Texas Blood Read æ 102

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Texas Blood Read æ 102 ☆ In the tradition of Ian Frazier's Great Plains and as vivid as the work of Cormac McCarthy an intoxicating singularly illuminating history of the Texas borderlands from their settlement through seven generations of the author's ranching family What brought the author's family to Texas What is it about Texas that for centuries has exIn the tradition of Ian Frazier's Great Plains and as vivid as the work of Cormac McCarthy an intoxicating singularly illuminating history of the Texas borderlands from their settlement through seven generations of the author's ranching family What brought the author's family to Texas What is it about Texas that for centuries has exerted a powerful allure for adventurers and scoundrels dreamers and desperate souls outla. 35 starsA visit to Big Bend National Park last Christmas reached by a long empty drive from Southern California spurred my interest in Texas Blood This was a month after the election of Donald Trump and you do see a lot of places in desperate need places so remote and ramshackle it's hard to understand how or why people are living there Texas Blood takes on some of that uestion by explaining how people got to West Texas and their dedication to staying there Roger D Hodge uses his own family as an example of the kind of people trekked out to this hot empty at times beautiful place; their toughness their passion their nimble way of grabbing the opportunities that were presented It's the stuff of a Western but Texas Blooddid not rope me in There's a lot of good anecdotes and good observations but I was never able to connect with Hodge's family stories The historygenealogypersonal aspect does not feel organic I wanted to put aspects on 3 x 5 cards and move them around the kitchen table until I found the right layout to propel the story A little hard going but if you're hardcore for Texas this book could be a goldmine for youCandace Siegle Greedy Reader

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Ization conuest and genocide; where stories of death and drugs and desperation play out daily And here is a contemplation of what it means that the ranching industry that has sustained families like Hodge's for almost two centuries is uickly fading away taking with it a part of our larger deep rooted cultural inheritance A wholly original fusion of memoir and history as piercing as it is elegiac Texas Blood is a triumph. Though I know this area well having lived two years on the border in Laredo I found this book disappointing I have loved books like Ian Frazier's THE GREAT PLAINS which some reviewers compared this book too as he brought out this wide place in essays and stories but this book with the author's name felt just like a hodgepodge He begins stories that go on for a long time but there seems to be little connections to other parts of the book The book took me far across space time and people but I found little that connected them I wish I had liked it better because it was a landscape I felt like I knew well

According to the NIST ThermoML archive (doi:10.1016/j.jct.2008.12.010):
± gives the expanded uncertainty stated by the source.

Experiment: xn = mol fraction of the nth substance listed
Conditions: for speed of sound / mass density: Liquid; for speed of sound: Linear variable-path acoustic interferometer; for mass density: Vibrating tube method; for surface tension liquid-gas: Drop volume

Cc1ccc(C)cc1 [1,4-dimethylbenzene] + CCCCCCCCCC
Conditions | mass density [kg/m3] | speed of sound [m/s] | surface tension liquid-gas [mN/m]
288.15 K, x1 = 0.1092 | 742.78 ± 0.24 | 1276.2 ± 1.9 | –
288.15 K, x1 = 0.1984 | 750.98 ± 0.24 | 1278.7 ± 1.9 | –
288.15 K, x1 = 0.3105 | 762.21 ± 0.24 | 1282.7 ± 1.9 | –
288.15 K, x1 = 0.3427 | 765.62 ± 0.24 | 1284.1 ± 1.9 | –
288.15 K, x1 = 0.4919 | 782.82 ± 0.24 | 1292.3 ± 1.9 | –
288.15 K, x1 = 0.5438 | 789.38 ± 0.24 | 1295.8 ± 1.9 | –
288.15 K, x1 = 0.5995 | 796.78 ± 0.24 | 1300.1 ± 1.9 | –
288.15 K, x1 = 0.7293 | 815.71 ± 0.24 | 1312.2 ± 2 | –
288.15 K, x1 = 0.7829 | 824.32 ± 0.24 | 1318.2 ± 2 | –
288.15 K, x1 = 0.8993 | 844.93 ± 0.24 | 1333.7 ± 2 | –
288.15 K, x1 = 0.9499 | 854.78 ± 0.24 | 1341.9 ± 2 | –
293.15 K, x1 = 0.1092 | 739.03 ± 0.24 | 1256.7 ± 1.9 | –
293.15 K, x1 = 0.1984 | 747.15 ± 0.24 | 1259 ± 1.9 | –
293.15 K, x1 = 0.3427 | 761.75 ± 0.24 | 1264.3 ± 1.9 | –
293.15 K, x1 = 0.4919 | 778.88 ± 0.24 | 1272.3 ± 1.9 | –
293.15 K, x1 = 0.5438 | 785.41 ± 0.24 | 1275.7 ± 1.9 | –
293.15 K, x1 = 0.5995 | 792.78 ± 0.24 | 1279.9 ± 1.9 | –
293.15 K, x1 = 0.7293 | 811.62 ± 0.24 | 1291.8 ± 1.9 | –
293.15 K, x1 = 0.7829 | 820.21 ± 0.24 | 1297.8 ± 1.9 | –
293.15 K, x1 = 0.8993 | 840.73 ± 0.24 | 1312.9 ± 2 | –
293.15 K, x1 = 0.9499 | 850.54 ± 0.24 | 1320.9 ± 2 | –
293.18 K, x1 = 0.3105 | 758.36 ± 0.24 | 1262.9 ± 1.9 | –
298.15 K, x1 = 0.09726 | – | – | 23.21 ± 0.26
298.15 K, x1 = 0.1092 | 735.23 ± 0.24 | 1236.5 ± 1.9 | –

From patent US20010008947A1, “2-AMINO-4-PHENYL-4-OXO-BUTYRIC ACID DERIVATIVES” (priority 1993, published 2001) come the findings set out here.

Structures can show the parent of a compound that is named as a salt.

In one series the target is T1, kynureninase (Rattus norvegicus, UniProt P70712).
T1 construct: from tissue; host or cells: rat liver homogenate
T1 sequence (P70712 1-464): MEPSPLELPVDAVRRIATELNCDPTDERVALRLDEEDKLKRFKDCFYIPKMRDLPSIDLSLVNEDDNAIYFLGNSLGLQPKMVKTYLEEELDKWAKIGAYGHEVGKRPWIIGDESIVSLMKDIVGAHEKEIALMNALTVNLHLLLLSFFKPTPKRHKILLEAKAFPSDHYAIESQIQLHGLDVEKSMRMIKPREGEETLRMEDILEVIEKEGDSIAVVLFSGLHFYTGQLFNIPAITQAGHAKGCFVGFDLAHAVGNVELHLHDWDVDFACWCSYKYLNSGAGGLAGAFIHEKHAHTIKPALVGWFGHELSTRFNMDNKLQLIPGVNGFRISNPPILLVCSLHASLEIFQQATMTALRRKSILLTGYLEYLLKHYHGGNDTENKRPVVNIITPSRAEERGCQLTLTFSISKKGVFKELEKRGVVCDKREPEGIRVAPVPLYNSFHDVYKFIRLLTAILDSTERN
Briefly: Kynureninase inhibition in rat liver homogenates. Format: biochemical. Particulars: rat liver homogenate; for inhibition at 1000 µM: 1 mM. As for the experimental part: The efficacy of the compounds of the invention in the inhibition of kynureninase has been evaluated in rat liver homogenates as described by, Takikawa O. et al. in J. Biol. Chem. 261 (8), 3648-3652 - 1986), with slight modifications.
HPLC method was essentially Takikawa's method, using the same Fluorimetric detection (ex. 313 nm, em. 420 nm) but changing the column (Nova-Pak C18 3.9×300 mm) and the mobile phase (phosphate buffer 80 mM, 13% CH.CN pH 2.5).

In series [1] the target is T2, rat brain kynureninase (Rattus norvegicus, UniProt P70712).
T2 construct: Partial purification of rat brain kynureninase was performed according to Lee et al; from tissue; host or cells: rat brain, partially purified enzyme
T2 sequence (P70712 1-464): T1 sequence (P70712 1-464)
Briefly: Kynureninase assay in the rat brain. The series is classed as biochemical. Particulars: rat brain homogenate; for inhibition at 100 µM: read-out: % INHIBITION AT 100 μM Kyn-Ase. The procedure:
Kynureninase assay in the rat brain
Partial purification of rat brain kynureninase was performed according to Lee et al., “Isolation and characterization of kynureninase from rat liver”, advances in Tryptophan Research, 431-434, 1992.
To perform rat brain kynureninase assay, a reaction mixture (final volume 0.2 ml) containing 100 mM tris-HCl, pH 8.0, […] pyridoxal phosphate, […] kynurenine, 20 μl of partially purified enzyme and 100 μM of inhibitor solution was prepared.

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Texas BloodWs and outliers In search of answers Hodge travels across his home state which he loves and hates in shifting measure tracing the wanderings of his ancestors into forgotten histories along vanished roads Here is an unsentimental keenly insightful attempt to grapple with all that makes Texas so magical punishing and polarizing Here is a spellbindingly evocative portrait of the borderlands with its brutal history of colon. This book wasn't what I thought it would be From the title I was expecting the author to explore the generations of his Texas family who preceded him More or less mostly less this did happen but the book was filled with a great deal of non family history much of which can be obtained in better sources elsewhere American Indians So many American Indians There were parts of the book that were very interesting the various looks at the Border Patrol and the parts that WERE about the author's family The vast majority of my family is from Texas and although I have never lived there I have been well schooled in Texas history geography and geneology You come from a line of Texas Rangers and cattle rustlers Many times they were the same person my Uncle John Many of the parts of west Texas the author described are familiar to me and the author must have had a personal connection with much of this book Unfortunately his most heartfelt personal connection seemed to be with Cormac McCarthy rather than his family which detracted from my enjoyment a good deal